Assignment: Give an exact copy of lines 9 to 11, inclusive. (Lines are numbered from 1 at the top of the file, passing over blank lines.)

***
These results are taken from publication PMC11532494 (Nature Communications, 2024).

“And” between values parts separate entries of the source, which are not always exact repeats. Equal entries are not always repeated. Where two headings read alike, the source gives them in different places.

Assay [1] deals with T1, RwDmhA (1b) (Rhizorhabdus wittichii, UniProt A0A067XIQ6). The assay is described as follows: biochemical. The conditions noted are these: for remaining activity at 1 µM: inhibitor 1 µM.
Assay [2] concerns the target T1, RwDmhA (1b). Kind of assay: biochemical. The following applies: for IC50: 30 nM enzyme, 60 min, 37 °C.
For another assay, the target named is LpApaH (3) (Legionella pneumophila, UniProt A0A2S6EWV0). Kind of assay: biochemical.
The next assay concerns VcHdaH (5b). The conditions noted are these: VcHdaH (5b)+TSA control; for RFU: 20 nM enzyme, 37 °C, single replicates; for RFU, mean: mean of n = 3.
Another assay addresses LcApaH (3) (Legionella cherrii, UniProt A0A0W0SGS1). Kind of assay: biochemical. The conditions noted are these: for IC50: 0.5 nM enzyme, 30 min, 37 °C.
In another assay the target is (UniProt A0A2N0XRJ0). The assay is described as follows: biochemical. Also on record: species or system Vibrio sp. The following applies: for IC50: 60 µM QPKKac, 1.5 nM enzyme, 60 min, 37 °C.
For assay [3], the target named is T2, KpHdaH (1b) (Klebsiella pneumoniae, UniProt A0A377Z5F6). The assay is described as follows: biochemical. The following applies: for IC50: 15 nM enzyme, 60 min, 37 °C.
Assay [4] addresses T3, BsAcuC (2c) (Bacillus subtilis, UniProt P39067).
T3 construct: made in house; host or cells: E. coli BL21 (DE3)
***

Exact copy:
For assay [3], the target named is T2, KpHdaH (1b) (Klebsiella pneumoniae, UniProt A0A377Z5F6). The assay is described as follows: biochemical. The following applies: for IC50: 15 nM enzyme, 60 min, 37 °C.
Assay [4] addresses T3, BsAcuC (2c) (Bacillus subtilis, UniProt P39067).
T3 construct: made in house; host or cells: E. coli BL21 (DE3)